As we welcome Breast Cancer Awareness Month, you should know that breast cancer is the second most diagnosed cancer in Australia, with over 20 000 new cases each year.
While breast cancer cannot be prevented, treatment outcomes are far more successful if it’s caught early. Regularly checking your breasts for any changes can make a big difference in how soon you are diagnosed.
Getting to know how your breasts usually feel is incredibly important. Familiarising yourself with how your breasts feel on a day-to-day basis will make it much easier to notice when there are any changes. Some women, for example, have very fibrous breast tissue, so they may feel some lumps and bumps every time they check their breasts. Knowing your breasts will enable you to tell what’s new and what’s normal for you.
Signs and Symptoms of Breast Cancer
One of the most common reasons for seeking a breast cancer diagnosis is the discovery of a lump in the breast tissue. These lumps will feel distinctly more solid than the rest of your breast tissue and may or may not be painful. Other signs to keep an eye out for include changes to the shape and size of the breast, a change in skin texture, or changes in the nipple. Therefore, it’s so important to be familiar with your breasts before doing your at-home check. ‘Orange peel’ skin or a scaly appearance could indicate something amiss, while sores, crusting, or discharge from the nipple are also signs of concern.
It is, however, important to remember that there are many possible reasons for a change in your breasts. If you notice any significant changes, you should see a doctor for a complete breast exam. If you are nervous about the exam, go with a friend, family member, or your partner.
How to Check Your Breasts At Home
To conduct an at-home breast check, you should remove all the clothing above your waist and lie down. This will help to spread your breasts out evenly, making it easier to feel for lumps. Start by using the pads of three middle fingers to feel for lumps or changes in texture, moving from your collarbone toward the bottom of your bra line, including your armpit. Make sure to alternate the two breasts and use a spiral pattern to check for any irregularities.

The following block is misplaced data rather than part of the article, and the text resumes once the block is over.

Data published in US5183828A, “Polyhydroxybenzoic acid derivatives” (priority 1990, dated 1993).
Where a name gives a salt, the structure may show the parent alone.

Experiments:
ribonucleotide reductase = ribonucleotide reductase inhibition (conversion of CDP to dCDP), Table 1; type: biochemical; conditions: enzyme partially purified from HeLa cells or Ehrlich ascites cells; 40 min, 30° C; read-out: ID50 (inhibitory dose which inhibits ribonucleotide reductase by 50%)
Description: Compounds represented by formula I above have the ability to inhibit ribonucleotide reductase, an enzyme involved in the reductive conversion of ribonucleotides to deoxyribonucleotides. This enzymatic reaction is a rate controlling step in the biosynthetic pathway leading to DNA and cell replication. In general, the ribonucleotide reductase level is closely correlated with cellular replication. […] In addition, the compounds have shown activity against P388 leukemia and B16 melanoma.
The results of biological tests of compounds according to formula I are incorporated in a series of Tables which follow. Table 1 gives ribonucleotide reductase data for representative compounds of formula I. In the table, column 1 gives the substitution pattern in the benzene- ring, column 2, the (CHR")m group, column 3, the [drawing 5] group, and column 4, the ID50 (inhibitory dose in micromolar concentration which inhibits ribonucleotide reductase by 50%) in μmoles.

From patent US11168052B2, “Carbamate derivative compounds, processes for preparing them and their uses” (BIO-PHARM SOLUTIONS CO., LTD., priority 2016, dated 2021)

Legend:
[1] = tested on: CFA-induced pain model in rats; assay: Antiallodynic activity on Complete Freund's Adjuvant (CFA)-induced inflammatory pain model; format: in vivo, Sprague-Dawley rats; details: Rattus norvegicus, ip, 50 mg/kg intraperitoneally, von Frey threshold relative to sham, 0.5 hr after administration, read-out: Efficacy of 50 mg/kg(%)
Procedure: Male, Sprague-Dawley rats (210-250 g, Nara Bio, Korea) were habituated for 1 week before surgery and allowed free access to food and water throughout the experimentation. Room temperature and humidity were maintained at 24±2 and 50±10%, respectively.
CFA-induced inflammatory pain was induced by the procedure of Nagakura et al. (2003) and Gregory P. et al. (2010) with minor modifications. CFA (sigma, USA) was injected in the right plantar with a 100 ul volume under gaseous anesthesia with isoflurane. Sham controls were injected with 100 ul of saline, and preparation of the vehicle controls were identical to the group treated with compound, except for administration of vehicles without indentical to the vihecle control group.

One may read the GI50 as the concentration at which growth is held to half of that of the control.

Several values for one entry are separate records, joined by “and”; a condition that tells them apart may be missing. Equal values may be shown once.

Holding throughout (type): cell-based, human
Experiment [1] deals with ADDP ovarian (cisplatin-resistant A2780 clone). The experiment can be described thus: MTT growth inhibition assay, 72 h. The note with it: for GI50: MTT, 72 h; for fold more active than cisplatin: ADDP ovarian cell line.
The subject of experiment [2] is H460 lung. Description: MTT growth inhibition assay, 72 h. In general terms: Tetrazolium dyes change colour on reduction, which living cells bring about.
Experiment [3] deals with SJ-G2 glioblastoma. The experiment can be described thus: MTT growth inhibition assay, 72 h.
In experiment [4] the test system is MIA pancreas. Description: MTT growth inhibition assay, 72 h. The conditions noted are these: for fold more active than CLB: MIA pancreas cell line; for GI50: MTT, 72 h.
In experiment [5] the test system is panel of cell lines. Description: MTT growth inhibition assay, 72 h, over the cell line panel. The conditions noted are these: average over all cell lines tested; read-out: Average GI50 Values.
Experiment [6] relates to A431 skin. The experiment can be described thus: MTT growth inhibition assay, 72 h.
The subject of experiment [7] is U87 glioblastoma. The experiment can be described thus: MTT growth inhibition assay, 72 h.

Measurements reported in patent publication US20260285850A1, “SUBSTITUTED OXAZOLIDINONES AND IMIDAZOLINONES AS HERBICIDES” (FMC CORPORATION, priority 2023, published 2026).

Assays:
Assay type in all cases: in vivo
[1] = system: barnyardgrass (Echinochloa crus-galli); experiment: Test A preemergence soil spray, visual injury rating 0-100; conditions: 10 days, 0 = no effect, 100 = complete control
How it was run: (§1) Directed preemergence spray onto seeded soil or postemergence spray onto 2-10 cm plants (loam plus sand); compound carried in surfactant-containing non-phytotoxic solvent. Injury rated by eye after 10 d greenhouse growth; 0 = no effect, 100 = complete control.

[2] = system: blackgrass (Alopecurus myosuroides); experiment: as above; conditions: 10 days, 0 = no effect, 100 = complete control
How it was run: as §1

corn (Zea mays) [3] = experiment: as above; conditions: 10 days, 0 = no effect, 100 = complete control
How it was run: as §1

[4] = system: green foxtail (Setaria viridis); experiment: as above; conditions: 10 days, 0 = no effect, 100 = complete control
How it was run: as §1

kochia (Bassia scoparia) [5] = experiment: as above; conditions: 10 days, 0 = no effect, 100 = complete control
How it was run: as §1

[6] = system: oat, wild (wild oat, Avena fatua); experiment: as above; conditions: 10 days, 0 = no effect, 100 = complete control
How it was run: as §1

During the breast exam, you should use different pressure levels to feel for any lumps or thickening in the breast. A light touch will be enough to feel tissue close to the skin, while medium to firm pressure will allow you to feel deeper tissue. Make sure you do not lift your finger too high or too low off the skin.
When Should I Check My Breasts?
Because your breasts change during your menstrual period, it is recommended that you wait until just after your period to do your at-home breast exam. Your breasts can be more sensitive and feel different during your period due to hormonal fluctuations, so it is suggested that you choose a day roughly a week after the end of your period to do your exam.
According to women’s health experts, breast exams should be done at least once a month. If you notice changes in your breasts, make an appointment with your OB/GYN or primary care physician as soon as possible. These providers will order further tests, such as a mammogram or an ultrasound. However, remember that not all breast changes indicate cancer. While waiting for test results can be terrifying, try not to panic if you notice anything unusual or concerning in your breast during your self-exam.
How Can We Help?
As a specialist plastic and reconstructive surgeon, Dr. Sophie Ricketts provides many different options for breast surgery.
Even if an entire breast was removed (for example, to treat or prevent cancer, or as a result of other trauma), there are many options for performing a successful breast reconstruction. Many types of reconstructive surgery exist, and each case is unique. Generally, rebuilding the breast after mastectomy may involve breast augmentation, followed by nipple and areola re-creation where necessary. In some cases, breast reconstruction surgery also involves the other breast, so that the two breasts can be matched in shape and size.
Sometimes, the treatment plan allows to perform immediate breast reconstruction at the time of the mastectomy. However, you may be relieved to know that delayed reconstruction, months or even years following surgery, is also a possibility.
Dr. Sophie Ricketts gets great satisfaction from helping patients to feel comfortable and confident in their bodies, especially following a traumatic event such as a cancer diagnosis and grueling treatment regime.
To find out more about breast surgery options, please see here.
To arrange a consultation with Dr. Sophie Ricketts, please have a look here.